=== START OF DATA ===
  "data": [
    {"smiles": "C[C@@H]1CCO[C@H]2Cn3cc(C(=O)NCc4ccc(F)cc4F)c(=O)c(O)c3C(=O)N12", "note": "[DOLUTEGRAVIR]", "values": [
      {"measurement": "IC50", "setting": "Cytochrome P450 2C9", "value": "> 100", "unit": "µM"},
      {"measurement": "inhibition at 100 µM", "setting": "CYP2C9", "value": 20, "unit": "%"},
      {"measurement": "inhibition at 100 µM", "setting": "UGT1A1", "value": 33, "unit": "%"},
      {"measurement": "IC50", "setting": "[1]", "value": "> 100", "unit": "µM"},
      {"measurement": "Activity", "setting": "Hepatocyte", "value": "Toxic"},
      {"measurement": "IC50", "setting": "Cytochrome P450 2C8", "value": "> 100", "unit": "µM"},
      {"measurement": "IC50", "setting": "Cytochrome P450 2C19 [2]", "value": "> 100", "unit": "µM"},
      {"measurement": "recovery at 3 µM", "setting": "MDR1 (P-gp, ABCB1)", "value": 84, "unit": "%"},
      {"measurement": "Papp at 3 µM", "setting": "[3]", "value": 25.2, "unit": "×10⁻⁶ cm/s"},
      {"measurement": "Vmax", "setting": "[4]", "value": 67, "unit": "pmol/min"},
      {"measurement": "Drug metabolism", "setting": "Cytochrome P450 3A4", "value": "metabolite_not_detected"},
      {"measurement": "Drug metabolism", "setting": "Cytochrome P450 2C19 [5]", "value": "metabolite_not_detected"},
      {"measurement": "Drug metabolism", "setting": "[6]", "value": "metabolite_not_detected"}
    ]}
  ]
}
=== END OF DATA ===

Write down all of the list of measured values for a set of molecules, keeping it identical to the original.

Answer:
  "data": [
    {"smiles": "C[C@@H]1CCO[C@H]2Cn3cc(C(=O)NCc4ccc(F)cc4F)c(=O)c(O)c3C(=O)N12", "note": "[DOLUTEGRAVIR]", "values": [
      {"measurement": "IC50", "setting": "Cytochrome P450 2C9", "value": "> 100", "unit": "µM"},
      {"measurement": "inhibition at 100 µM", "setting": "CYP2C9", "value": 20, "unit": "%"},
      {"measurement": "inhibition at 100 µM", "setting": "UGT1A1", "value": 33, "unit": "%"},
      {"measurement": "IC50", "setting": "[1]", "value": "> 100", "unit": "µM"},
      {"measurement": "Activity", "setting": "Hepatocyte", "value": "Toxic"},
      {"measurement": "IC50", "setting": "Cytochrome P450 2C8", "value": "> 100", "unit": "µM"},
      {"measurement": "IC50", "setting": "Cytochrome P450 2C19 [2]", "value": "> 100", "unit": "µM"},
      {"measurement": "recovery at 3 µM", "setting": "MDR1 (P-gp, ABCB1)", "value": 84, "unit": "%"},
      {"measurement": "Papp at 3 µM", "setting": "[3]", "value": 25.2, "unit": "×10⁻⁶ cm/s"},
      {"measurement": "Vmax", "setting": "[4]", "value": 67, "unit": "pmol/min"},
      {"measurement": "Drug metabolism", "setting": "Cytochrome P450 3A4", "value": "metabolite_not_detected"},
      {"measurement": "Drug metabolism", "setting": "Cytochrome P450 2C19 [5]", "value": "metabolite_not_detected"},
      {"measurement": "Drug metabolism", "setting": "[6]", "value": "metabolite_not_detected"}
    ]}
  ]
}